Much the same was true in Jewish culture, although their education centered on the stories of the Torah, from creation through the Exodus. When the prophet Nathan needed to challenge and condemn King David’s actions, he did it with a story (2 Sam 12). And when Jewish people gathered in their annual rituals to confess their faith in God, they did not formulate abstract creeds and doctrines. They told stories. - Storytelling in Antiquity

There may be no direct link between Sacred Scriptures and biblical fiction and storytelling, but an indirect connection may be deduced from biblical writings.

Miscellaneous extra-canonical literature

Religious texts whose authenticity is not officially recognized are termed apocryphal. Many texts have been lost. No Sadducee texts are extant.

The Septuagint included 14 books accepted by Christians but excluded from the 24-book Hebrew Bible canon (i.e., Tanakh), not all of them written originally in Hebrew. The Greeks use the word Anagignoskomena (Ἀναγιγνωσκόμενα "readable, worthy to be read") to describe these books. The Eastern Orthodox Churches have traditionally included all of them in their Old Testaments. Most of them, the ones named Deuterocanonical, are considered canonical also by the Roman Catholic Church.

A significant number of apocryphal works was written in the Second Temple Period (530 BCE – 70 CE); see also Second Temple Judaism. Some examples:

  • The Book of Jubilees, an alternative narration of Genesis and Exodus

  • The Book of Enoch

  • The Book of Tobit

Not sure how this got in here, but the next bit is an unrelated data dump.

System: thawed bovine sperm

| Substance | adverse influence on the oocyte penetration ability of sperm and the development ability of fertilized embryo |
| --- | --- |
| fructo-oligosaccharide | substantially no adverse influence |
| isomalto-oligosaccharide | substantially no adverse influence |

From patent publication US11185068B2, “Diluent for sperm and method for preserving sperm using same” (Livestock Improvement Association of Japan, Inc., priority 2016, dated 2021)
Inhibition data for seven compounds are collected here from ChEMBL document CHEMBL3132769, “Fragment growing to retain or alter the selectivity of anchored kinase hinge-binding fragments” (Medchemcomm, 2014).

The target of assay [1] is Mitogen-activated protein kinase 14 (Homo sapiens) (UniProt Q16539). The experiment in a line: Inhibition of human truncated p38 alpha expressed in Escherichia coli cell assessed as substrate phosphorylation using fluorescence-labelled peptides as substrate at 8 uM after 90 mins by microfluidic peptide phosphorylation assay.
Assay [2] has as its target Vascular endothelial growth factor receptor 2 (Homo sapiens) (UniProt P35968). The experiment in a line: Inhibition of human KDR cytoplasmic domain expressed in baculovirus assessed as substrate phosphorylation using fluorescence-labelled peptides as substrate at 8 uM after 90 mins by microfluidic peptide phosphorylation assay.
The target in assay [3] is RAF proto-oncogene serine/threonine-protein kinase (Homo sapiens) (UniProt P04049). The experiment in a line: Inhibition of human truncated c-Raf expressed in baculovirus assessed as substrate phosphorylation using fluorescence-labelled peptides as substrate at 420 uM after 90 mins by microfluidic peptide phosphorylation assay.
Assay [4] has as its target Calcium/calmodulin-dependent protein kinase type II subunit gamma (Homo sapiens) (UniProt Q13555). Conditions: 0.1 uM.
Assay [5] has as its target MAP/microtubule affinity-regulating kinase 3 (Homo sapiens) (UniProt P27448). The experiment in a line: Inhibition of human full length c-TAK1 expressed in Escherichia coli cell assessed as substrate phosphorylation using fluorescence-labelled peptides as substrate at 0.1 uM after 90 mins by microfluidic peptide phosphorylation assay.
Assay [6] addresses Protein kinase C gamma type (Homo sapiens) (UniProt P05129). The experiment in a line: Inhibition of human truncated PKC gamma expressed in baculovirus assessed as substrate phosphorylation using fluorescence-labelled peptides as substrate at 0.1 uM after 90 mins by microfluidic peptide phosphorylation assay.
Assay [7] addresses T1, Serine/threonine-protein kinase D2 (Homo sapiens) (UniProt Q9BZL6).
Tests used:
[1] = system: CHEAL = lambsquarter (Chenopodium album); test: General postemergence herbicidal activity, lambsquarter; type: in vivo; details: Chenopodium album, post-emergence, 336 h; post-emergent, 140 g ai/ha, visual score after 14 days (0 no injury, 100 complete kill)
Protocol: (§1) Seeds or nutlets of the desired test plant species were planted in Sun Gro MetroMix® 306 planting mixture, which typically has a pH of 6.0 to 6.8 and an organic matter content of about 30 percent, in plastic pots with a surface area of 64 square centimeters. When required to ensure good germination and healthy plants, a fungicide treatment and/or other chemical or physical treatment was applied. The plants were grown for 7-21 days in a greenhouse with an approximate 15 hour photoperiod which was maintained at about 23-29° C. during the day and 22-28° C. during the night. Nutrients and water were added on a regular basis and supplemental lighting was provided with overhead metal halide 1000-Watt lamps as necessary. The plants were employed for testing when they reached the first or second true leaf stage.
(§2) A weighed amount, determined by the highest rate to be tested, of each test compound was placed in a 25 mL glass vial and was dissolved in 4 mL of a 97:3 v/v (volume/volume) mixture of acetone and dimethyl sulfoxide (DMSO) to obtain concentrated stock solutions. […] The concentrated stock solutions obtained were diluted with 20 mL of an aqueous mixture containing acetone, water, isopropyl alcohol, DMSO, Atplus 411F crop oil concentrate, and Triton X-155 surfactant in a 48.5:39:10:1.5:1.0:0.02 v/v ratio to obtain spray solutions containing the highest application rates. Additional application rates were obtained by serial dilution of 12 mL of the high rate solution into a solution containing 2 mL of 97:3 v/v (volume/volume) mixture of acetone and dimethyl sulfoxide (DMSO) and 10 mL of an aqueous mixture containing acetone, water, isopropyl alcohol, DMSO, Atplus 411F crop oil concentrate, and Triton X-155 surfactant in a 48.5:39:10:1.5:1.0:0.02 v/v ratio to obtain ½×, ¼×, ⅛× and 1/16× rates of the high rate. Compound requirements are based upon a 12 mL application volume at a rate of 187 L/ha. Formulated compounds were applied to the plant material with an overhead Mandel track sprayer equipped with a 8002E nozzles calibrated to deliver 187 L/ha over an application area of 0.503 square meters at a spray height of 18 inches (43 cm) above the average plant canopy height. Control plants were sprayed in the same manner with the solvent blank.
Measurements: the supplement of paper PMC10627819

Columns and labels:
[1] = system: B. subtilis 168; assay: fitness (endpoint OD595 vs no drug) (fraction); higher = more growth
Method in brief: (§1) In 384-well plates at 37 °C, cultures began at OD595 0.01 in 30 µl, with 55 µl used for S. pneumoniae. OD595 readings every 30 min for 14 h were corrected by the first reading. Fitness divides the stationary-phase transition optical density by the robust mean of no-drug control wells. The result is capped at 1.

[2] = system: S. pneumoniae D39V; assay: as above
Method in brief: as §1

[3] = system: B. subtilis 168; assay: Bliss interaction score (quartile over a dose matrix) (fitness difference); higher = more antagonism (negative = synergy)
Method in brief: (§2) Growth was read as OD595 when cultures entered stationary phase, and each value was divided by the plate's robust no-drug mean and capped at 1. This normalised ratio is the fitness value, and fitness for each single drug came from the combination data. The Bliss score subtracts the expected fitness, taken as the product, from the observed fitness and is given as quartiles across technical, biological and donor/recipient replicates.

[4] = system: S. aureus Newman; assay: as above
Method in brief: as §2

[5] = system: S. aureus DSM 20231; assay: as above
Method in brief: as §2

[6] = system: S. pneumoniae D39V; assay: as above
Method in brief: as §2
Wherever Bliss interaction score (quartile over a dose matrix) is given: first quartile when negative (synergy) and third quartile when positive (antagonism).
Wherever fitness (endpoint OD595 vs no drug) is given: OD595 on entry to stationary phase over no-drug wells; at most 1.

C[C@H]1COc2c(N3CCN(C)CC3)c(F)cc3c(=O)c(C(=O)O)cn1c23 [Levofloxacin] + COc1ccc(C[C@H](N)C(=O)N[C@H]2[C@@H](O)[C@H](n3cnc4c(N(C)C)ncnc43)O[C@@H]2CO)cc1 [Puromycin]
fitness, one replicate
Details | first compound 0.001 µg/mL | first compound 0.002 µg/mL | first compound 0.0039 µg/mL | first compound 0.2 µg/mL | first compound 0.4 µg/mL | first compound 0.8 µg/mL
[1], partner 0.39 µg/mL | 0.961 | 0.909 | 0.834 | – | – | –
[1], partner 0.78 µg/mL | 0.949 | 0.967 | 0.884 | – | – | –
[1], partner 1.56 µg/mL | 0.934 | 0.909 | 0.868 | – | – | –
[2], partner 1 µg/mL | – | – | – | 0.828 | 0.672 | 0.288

• The Wisdom of Sirach

  • Psalms 152–155

The discovery of the Qumran Caves Scrolls (3rd century BCE – 1st century CE), unveiled previously unknown documents that shed light on the rules and beliefs of a particular group or groups within greater Judaism. The Qumran Caves Scrolls encompass most of the Dead Sea Scrolls. They are associated with the Essenes. Notable examples:

  • The Community Rule

  • The War Scroll

  • The Habakkuk Commentary

  • The Rule of the Blessing

Sefer Yetzirah is arguably the earliest extant book on Jewish esotericism, although some early commentators treated it as a treatise on mathematical and linguistic theory as opposed to Kabbalah. In traditional lore, the book is ascribed to the Bronze Age patriarch Abraham. Some critical scholars argue for the 2nd century BCE as an early date of its writing, or the 2nd century CE, or even later origins.

Hekhalot literature is a genre of Jewish esoteric and revelatory texts produced some time between Late Antiquity – some believe from Talmudic times or earlier – to the Early Middle Ages.

Many non-canonical books are referenced in the Bible. Most of them have been lost.

Now if Scriptures itself quotes many non-canonical books, it would imply that adaptations and fiction would be a permissive part of storytelling in Judea/Christian circles. The opening commentary in the movie The Ten Commandments makes this point quite well. Embellishments in storytelling almost always seems to be norm in most cultures. At least most biblical fiction seems somewhat based on ancient non-canonical books, manuscripts and traditions.